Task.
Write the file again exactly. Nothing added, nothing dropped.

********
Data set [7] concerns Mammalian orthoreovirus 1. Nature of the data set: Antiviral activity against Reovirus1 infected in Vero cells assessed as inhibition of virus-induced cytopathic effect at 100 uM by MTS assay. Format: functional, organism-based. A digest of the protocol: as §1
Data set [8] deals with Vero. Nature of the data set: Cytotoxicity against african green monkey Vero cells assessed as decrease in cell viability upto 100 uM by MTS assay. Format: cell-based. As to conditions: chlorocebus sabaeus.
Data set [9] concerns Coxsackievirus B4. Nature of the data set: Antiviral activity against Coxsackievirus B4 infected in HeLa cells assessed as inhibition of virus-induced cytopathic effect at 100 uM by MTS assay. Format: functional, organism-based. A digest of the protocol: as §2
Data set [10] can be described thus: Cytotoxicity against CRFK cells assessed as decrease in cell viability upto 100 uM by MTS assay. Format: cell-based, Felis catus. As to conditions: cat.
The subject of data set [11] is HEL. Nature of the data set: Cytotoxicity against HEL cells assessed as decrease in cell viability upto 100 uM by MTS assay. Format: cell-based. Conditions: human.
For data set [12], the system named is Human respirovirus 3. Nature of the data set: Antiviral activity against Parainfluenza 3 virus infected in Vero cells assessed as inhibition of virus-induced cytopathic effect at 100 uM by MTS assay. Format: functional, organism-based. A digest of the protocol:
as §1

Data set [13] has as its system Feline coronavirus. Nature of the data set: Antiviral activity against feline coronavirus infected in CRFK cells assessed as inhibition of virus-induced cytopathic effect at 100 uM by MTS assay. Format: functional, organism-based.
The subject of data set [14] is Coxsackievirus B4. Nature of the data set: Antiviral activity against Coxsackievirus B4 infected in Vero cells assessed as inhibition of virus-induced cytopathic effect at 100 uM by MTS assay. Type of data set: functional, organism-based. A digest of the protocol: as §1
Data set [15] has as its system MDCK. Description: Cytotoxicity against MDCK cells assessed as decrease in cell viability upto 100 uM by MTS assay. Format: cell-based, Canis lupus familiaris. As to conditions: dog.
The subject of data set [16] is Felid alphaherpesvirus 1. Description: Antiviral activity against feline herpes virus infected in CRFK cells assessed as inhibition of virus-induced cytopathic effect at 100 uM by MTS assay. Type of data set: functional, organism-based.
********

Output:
Data set [7] concerns Mammalian orthoreovirus 1. Nature of the data set: Antiviral activity against Reovirus1 infected in Vero cells assessed as inhibition of virus-induced cytopathic effect at 100 uM by MTS assay. Format: functional, organism-based. A digest of the protocol: as §1
Data set [8] deals with Vero. Nature of the data set: Cytotoxicity against african green monkey Vero cells assessed as decrease in cell viability upto 100 uM by MTS assay. Format: cell-based. As to conditions: chlorocebus sabaeus.
Data set [9] concerns Coxsackievirus B4. Nature of the data set: Antiviral activity against Coxsackievirus B4 infected in HeLa cells assessed as inhibition of virus-induced cytopathic effect at 100 uM by MTS assay. Format: functional, organism-based. A digest of the protocol: as §2
Data set [10] can be described thus: Cytotoxicity against CRFK cells assessed as decrease in cell viability upto 100 uM by MTS assay. Format: cell-based, Felis catus. As to conditions: cat.
The subject of data set [11] is HEL. Nature of the data set: Cytotoxicity against HEL cells assessed as decrease in cell viability upto 100 uM by MTS assay. Format: cell-based. Conditions: human.
For data set [12], the system named is Human respirovirus 3. Nature of the data set: Antiviral activity against Parainfluenza 3 virus infected in Vero cells assessed as inhibition of virus-induced cytopathic effect at 100 uM by MTS assay. Format: functional, organism-based. A digest of the protocol:
as §1

Data set [13] has as its system Feline coronavirus. Nature of the data set: Antiviral activity against feline coronavirus infected in CRFK cells assessed as inhibition of virus-induced cytopathic effect at 100 uM by MTS assay. Format: functional, organism-based.
The subject of data set [14] is Coxsackievirus B4. Nature of the data set: Antiviral activity against Coxsackievirus B4 infected in Vero cells assessed as inhibition of virus-induced cytopathic effect at 100 uM by MTS assay. Type of data set: functional, organism-based. A digest of the protocol: as §1
Data set [15] has as its system MDCK. Description: Cytotoxicity against MDCK cells assessed as decrease in cell viability upto 100 uM by MTS assay. Format: cell-based, Canis lupus familiaris. As to conditions: dog.
The subject of data set [16] is Felid alphaherpesvirus 1. Description: Antiviral activity against feline herpes virus infected in CRFK cells assessed as inhibition of virus-induced cytopathic effect at 100 uM by MTS assay. Type of data set: functional, organism-based.